The excuse that respect be given to some priests by virtue of their advanced years and hierarchical position is unacceptable. This argument states that many of the criminal offenders are old, some no longer alive, and that we should not hurt them or their reputations by taking away their priesthood in old age. We can feel sad for those who, when they were younger committed offenses that are now being brought out to the open. But my heart bleeds for many of the victims who have lived with the misplaced shame and guilt of repeated violations for years. In some of these cases the offenders did not even see these victims as persons but as objects.
It is true, as a church, that we believe in repentance of the sinner, in conversion of hearts and the grace of transformation, “Go and from now on do not sin any more,” says Jesus (John 8:1-11). This can create a strong dilemma for some, especially when we know that abusers have often been victims themselves. Do we need to probe deeply what we mean by justice with compassion? How can we help create the environment for prayer and discernment for the grace of God to enlighten us in the way of justice so that transformation and healing may take place for both victims and offenders? We would need to find out where throughout the world (not only in wealthier countries), are the best practices for doing this being developed and can we implement them? Many of these are to be found within the church.
In publishing the names of offenders, can we publish a complete set of information regarding these situations?
Strategic way forward
It is becoming evident that for many victims being listened to and helped psychologically and spiritually it was the beginning of a healing process. Can we train enough sensitive and compassionate people to offer this service in all countries including those places struggling to put food on the table? Are there ways of helping parishes heal victims using their traditional wisdom? Do we make use of preaching and other means to address sexual issues in society? How might dioceses share in a strategic way in providing culturally-sensitive education programs and training kits? Such materials, respecting the dignity of the human persons and emphasizing unacceptable behaviors, could be used in parishes and schools, hospitals and other places of pastoral ministry.
How can we continue to address in very concrete ways the issues of prostitution and trafficking on an immense scale as well as personal infidelity and promiscuity around the world? There must be Catholics, alongside others with similar principles, in positions of influence in, for example, the film industry, TV and advertising. They could be encouraged to come together and reflect on their role in promoting a better view of the human person. Let there be a focus on society’s disservice to men in every patriarchal culture in the area of sexuality. Let us investigate how better to use social media to educate people on the whole area of sexuality and human relationships.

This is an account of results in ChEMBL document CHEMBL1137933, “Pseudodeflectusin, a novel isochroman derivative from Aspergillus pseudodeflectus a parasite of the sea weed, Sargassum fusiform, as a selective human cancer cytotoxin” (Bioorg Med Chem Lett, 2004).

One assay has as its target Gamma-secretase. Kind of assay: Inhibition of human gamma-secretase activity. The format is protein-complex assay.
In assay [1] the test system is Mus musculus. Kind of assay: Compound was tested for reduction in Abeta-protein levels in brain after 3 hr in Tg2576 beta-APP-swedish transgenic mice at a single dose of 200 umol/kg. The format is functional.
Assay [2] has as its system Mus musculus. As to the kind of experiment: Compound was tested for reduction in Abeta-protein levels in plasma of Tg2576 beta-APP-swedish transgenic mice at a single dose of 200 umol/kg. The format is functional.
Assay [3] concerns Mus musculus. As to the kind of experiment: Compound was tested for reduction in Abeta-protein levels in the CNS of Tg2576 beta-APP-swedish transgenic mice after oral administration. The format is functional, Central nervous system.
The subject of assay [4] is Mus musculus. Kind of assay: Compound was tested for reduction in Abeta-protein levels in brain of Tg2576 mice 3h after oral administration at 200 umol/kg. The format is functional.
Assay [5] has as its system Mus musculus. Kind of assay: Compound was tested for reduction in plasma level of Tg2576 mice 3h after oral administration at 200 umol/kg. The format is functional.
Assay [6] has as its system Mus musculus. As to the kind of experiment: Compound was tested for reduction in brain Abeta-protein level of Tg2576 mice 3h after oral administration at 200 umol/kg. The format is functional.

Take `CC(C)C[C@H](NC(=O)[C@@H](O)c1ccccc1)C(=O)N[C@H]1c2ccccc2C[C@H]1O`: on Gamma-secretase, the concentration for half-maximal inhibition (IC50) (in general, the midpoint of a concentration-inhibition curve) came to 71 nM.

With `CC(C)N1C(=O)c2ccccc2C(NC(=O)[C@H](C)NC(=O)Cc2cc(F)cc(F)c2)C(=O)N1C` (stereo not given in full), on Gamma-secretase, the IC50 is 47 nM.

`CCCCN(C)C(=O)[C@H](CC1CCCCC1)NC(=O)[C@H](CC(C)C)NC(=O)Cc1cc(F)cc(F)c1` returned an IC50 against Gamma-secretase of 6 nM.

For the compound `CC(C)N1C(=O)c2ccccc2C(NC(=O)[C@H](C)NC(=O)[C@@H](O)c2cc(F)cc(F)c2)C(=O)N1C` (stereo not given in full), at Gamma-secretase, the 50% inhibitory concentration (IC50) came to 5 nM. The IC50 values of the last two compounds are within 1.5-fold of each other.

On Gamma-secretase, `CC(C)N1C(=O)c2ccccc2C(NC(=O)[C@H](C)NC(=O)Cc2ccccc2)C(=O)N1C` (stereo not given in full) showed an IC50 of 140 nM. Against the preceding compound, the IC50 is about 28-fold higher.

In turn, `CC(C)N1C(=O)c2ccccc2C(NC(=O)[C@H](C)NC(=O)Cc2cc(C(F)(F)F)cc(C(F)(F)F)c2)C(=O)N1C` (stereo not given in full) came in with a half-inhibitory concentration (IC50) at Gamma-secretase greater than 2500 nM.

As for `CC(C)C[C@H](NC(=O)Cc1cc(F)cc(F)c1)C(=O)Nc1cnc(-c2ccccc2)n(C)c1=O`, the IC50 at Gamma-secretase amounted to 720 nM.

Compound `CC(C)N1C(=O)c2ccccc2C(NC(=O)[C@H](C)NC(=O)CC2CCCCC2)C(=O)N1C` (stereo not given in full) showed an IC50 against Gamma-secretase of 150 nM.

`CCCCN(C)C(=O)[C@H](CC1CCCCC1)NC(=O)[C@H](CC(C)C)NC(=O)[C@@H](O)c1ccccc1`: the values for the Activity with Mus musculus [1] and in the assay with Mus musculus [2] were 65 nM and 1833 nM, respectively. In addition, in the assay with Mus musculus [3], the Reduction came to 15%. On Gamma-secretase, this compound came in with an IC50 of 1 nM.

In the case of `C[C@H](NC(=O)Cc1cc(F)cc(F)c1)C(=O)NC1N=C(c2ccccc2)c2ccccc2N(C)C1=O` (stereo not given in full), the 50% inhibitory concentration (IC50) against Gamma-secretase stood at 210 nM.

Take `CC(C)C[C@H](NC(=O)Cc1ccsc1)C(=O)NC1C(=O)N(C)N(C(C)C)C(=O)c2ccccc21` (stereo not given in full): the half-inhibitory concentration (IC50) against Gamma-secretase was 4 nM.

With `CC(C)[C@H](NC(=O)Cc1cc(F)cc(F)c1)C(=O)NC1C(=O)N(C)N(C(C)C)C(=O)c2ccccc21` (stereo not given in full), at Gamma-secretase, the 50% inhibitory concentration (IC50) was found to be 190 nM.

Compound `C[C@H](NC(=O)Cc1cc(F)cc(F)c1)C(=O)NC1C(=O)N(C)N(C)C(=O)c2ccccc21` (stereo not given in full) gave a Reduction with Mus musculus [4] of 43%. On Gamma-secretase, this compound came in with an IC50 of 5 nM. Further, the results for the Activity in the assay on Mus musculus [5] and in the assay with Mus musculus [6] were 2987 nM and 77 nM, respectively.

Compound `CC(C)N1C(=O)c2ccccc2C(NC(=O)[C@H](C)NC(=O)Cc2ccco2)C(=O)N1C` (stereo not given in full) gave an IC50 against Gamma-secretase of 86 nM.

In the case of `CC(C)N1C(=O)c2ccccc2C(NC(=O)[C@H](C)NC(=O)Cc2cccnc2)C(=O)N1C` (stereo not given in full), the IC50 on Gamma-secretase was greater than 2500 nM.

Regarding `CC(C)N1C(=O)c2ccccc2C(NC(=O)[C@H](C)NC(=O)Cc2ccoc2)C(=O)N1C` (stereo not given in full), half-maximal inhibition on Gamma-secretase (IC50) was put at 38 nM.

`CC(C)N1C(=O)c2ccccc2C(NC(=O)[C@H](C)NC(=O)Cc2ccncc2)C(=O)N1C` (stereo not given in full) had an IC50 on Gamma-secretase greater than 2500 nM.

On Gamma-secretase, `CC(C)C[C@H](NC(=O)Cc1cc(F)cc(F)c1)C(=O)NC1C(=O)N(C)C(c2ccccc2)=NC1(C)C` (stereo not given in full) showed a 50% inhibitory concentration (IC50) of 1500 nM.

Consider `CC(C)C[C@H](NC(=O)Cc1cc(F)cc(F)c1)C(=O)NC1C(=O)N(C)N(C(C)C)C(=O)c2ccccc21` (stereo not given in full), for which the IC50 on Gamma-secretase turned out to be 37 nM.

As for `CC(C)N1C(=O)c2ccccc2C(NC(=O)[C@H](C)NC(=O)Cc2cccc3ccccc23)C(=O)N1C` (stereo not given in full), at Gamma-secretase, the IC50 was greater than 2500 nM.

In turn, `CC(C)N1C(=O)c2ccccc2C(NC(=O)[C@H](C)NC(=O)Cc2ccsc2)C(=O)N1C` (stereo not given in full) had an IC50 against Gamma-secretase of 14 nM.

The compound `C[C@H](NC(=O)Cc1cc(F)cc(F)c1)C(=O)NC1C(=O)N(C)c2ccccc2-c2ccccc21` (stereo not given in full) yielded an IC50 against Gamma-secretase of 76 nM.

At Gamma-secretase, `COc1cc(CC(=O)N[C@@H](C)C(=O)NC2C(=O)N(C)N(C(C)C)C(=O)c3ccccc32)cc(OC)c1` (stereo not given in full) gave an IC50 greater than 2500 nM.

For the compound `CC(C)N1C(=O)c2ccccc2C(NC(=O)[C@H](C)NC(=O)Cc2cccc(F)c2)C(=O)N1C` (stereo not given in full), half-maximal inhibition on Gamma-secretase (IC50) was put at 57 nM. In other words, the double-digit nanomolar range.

Essential, surely, is a clear and balanced education and training about sexuality and boundaries in the seminaries and formation houses; in the ongoing formation of priests, religious men and women and bishops. It worries me when I see in Rome, and elsewhere, the youngest seminarians being treated as though they are more special than everyone else, thus encouraging them to assume, from the beginning of their training, exalted ideas about their status. The study of human development must give rise to a serious question about the existence of minor seminaries. The formation of young women religious, too, can often lead to a false sense of superiority over their lay sisters and brothers, that their calling is a ‘higher’ one. What damage has that thinking done to the mission of the church? Have we forgotten the reminder by Vatican II in “Gaudium et Spes” of the universal call to holiness? In addition, we need to ask responsible and sensitive lay people and women religious to give true and honest evaluation of candidates for episcopal appointments.